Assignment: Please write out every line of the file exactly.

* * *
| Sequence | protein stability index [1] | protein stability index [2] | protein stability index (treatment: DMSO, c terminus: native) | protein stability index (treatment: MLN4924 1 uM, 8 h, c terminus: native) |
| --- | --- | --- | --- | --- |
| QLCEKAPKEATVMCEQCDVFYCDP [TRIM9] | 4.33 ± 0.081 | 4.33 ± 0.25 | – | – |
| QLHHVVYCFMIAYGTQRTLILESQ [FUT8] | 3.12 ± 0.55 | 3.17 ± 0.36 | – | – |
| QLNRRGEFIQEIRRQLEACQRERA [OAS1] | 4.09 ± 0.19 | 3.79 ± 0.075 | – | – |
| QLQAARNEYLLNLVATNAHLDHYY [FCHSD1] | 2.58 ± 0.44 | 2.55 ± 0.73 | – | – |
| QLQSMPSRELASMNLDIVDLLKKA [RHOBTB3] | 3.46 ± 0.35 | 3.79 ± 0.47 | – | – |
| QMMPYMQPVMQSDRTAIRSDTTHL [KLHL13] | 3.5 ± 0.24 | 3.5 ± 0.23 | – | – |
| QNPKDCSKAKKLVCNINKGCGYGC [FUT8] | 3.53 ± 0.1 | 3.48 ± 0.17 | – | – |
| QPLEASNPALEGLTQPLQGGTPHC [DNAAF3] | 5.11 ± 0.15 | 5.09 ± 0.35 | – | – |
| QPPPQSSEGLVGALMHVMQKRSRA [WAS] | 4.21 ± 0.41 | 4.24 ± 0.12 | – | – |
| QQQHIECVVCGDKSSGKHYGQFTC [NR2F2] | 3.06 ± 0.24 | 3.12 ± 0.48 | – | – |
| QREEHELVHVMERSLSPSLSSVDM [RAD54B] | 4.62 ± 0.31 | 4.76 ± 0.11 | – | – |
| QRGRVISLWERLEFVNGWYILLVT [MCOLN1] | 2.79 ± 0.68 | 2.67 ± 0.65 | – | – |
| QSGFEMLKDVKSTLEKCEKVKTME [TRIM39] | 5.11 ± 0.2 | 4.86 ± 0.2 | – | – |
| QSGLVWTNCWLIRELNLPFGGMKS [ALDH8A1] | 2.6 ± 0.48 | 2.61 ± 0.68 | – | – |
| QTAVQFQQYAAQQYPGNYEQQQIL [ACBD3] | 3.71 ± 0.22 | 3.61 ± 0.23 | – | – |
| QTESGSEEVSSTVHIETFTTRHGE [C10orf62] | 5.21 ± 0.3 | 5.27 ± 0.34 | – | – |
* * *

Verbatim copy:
| Sequence | protein stability index [1] | protein stability index [2] | protein stability index (treatment: DMSO, c terminus: native) | protein stability index (treatment: MLN4924 1 uM, 8 h, c terminus: native) |
| --- | --- | --- | --- | --- |
| QLCEKAPKEATVMCEQCDVFYCDP [TRIM9] | 4.33 ± 0.081 | 4.33 ± 0.25 | – | – |
| QLHHVVYCFMIAYGTQRTLILESQ [FUT8] | 3.12 ± 0.55 | 3.17 ± 0.36 | – | – |
| QLNRRGEFIQEIRRQLEACQRERA [OAS1] | 4.09 ± 0.19 | 3.79 ± 0.075 | – | – |
| QLQAARNEYLLNLVATNAHLDHYY [FCHSD1] | 2.58 ± 0.44 | 2.55 ± 0.73 | – | – |
| QLQSMPSRELASMNLDIVDLLKKA [RHOBTB3] | 3.46 ± 0.35 | 3.79 ± 0.47 | – | – |
| QMMPYMQPVMQSDRTAIRSDTTHL [KLHL13] | 3.5 ± 0.24 | 3.5 ± 0.23 | – | – |
| QNPKDCSKAKKLVCNINKGCGYGC [FUT8] | 3.53 ± 0.1 | 3.48 ± 0.17 | – | – |
| QPLEASNPALEGLTQPLQGGTPHC [DNAAF3] | 5.11 ± 0.15 | 5.09 ± 0.35 | – | – |
| QPPPQSSEGLVGALMHVMQKRSRA [WAS] | 4.21 ± 0.41 | 4.24 ± 0.12 | – | – |
| QQQHIECVVCGDKSSGKHYGQFTC [NR2F2] | 3.06 ± 0.24 | 3.12 ± 0.48 | – | – |
| QREEHELVHVMERSLSPSLSSVDM [RAD54B] | 4.62 ± 0.31 | 4.76 ± 0.11 | – | – |
| QRGRVISLWERLEFVNGWYILLVT [MCOLN1] | 2.79 ± 0.68 | 2.67 ± 0.65 | – | – |
| QSGFEMLKDVKSTLEKCEKVKTME [TRIM39] | 5.11 ± 0.2 | 4.86 ± 0.2 | – | – |
| QSGLVWTNCWLIRELNLPFGGMKS [ALDH8A1] | 2.6 ± 0.48 | 2.61 ± 0.68 | – | – |
| QTAVQFQQYAAQQYPGNYEQQQIL [ACBD3] | 3.71 ± 0.22 | 3.61 ± 0.23 | – | – |
| QTESGSEEVSSTVHIETFTTRHGE [C10orf62] | 5.21 ± 0.3 | 5.27 ± 0.34 | – | – |